This teacher of the year has changed countless lives. Learn how she changed her own. “My life has completely changed,” Kristie Martorelli admitted, when asked if things are different since being named the 2012 Arizona Educational Foundation Teacher of the Year. More than ever, the Arizona native saAug 08, 2015
This teacher of the year has changed countless lives. Learn how she changed her own.
“My life has completely changed,” Kristie Martorelli admitted, when asked if things are different since being named the 2012 Arizona Educational Foundation Teacher of the Year. More than ever, the Arizona native said she strives to lead by example to better the field of education.
As a product of Arizona’s public school system, Martorelli continued her education at Arizona State University. While she felt obligated to pursue a career in medicine because of her strong, valedictorian grades, she ultimately felt called to help children in ways that were near to her heart through teaching.
“I took a part-time job in autism therapy right when people were just beginning to have the conversation surrounding pre-diagnostic autistic students,” she explained. “These students were already going to doctors and getting pills, but none of it was successful. One thing I saw that was helping these children was the one-on-one instruction they were receiving from their therapists and teachers.”
The rest is history. Martorelli changed her major to education, participating in a cohort that earned dual certificates in bilingual education or English as a second language, and elementary or secondary education.
The Dysart Unified School District (DUSD) hired her right out of college as a third-grade teacher. Fifteen years later, she has held several positions within the district. Currently, Martorelli serves as the DUSD Professional Development Coordinator.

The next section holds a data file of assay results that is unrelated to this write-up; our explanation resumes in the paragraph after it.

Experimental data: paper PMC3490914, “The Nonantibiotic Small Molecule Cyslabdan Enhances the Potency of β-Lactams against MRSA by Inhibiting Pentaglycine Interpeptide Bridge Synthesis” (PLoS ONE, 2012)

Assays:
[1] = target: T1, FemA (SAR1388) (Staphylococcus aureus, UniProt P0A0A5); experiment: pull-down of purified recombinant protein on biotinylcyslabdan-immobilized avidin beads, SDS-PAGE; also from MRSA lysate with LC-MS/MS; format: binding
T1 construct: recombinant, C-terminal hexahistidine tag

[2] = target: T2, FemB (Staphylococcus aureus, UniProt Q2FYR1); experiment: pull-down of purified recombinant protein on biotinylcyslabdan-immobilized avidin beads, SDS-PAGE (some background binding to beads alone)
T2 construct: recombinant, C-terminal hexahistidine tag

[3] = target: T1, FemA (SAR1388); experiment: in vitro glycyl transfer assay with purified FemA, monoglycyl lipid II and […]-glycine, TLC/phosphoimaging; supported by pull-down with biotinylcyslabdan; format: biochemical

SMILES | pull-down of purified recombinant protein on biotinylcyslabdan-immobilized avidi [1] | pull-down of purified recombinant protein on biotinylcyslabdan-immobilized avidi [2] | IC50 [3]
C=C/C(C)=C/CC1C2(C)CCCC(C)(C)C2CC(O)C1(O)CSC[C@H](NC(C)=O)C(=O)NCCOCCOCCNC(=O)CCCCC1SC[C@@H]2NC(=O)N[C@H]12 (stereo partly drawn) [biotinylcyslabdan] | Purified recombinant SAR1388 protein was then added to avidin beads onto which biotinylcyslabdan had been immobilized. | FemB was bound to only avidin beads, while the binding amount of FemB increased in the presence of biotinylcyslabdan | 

“We know that in order to advance in whatever role it may be, one needs the opportunity to identify strengths and weaknesses, and we need to know how to improve them. In Dysart, we like to treat all employees like professionals, whether they are a bus driver, classroom teacher or administrator. I have seen, first-hand, the impact of educators and support professionals on the lives of our students and their families,” she said.
Alanna Eimers is the 21st-Century Specialist for DUSD. As a peer, she sees Martorelli thriving in her newest role.
“Kristie is fiercely passionate about students, teachers and the advocacy of education. You can tell when this passion begins to heat up because she begins talking louder and faster, and her hands emphasize the power of her words,” Eimers attests. “It’s important to Kristie to not only speak her thoughts, but to enlighten people on the reality of educational issues. She understands that the truest way to positively transform the system is to inform stakeholders and eliminate misconceptions.”
Within her district-level position, Martorelli coordinates professional development for all staff, often modeling lesson plans for her peers. Although she doesn’t have a classroom full of students to call her own, she says she has the flexibility to co-teach with her colleagues on a regular basis.
“In addition to my commitment to the standards and instructional practices, I would like to impact teacher leadership capacity. I knew many of my colleagues did amazing things in their classroom and would let me try out new things with them,” Martorelli said.
It’s evident that her drive to enhance the profession is captivating. Three years after her reign as Teacher of the Year, Bobbie O’Boyle, Executive Director of the Arizona Educational Foundation, boasts her excellence.
“During her tenure as Arizona Teacher of the Year, Kristie served as an outstanding advocate for her fellow professionals, and she continues to do so to this day. She interacts with state leaders and policymakers in an intelligent and thoughtful manner, always mindful of what is best for all teachers and all students across Arizona,” O’Boyle explained. “I wish I could bottle Kristie’s spirit and enthusiasm because it is contagious!”
Currently, Martorelli works alongside other district members to ensure Dysart staff can obtain individualized and personalized professional development. Through the program called Your CaLL, Community as Leaders and Learners, eligible staff members can craft and propose projects they think will enhance their personal learning and district efficacy.
“She has a talent for seeing the big picture and painting it for those around her. Her futuristic and hopeful attitude helps people to see the amazing potential and ‘could be’ of future education, “Eimers explained.
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